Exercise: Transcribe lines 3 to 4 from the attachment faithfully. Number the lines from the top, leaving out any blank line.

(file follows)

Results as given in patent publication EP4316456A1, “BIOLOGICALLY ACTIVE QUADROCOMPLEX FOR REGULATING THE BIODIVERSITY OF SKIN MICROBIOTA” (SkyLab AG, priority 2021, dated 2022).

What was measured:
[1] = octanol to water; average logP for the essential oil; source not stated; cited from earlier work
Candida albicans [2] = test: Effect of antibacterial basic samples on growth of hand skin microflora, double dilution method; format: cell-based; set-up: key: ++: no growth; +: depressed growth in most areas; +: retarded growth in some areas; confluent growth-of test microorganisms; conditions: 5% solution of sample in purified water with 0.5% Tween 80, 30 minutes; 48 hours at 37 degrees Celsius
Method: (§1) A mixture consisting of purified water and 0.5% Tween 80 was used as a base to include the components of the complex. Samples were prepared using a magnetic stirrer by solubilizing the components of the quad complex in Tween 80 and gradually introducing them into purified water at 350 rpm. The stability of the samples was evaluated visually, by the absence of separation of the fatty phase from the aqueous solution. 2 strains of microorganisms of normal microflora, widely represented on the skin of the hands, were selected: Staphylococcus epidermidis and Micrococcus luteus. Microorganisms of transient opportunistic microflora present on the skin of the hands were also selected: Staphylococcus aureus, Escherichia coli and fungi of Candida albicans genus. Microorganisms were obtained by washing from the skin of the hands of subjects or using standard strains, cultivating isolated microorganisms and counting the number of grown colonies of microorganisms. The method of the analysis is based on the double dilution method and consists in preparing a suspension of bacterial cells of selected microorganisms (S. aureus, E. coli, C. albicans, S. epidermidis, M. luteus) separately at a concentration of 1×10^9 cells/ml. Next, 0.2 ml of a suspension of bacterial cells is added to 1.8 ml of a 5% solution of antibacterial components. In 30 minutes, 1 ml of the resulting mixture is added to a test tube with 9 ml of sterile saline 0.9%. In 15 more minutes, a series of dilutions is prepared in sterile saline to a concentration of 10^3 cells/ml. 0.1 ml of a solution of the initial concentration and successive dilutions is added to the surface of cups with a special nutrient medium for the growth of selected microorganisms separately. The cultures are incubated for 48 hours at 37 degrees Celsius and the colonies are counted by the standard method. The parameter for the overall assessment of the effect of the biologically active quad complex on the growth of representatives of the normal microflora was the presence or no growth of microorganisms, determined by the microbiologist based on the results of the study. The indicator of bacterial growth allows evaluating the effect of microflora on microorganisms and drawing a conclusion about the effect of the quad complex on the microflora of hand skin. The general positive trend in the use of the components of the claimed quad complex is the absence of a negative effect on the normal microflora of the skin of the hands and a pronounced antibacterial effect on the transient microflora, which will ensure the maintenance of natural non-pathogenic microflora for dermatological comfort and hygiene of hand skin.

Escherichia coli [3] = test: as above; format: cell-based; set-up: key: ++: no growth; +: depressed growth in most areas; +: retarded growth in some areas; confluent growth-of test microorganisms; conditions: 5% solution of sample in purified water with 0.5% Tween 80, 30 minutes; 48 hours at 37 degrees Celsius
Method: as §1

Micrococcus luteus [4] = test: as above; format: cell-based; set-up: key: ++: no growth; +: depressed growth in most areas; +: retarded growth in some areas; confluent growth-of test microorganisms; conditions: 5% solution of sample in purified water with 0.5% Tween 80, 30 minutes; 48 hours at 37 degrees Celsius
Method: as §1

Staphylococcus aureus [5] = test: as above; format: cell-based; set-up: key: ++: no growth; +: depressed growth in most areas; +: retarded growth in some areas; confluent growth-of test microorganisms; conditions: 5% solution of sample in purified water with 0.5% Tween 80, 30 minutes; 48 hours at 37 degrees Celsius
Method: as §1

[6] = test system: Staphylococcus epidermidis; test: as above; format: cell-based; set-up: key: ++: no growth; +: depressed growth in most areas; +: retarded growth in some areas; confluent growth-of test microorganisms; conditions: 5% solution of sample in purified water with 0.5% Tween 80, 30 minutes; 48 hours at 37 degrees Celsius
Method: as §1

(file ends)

[1] = octanol to water; average logP for the essential oil; source not stated; cited from earlier work
Candida albicans [2] = test: Effect of antibacterial basic samples on growth of hand skin microflora, double dilution method; format: cell-based; set-up: key: ++: no growth; +: depressed growth in most areas; +: retarded growth in some areas; confluent growth-of test microorganisms; conditions: 5% solution of sample in purified water with 0.5% Tween 80, 30 minutes; 48 hours at 37 degrees Celsius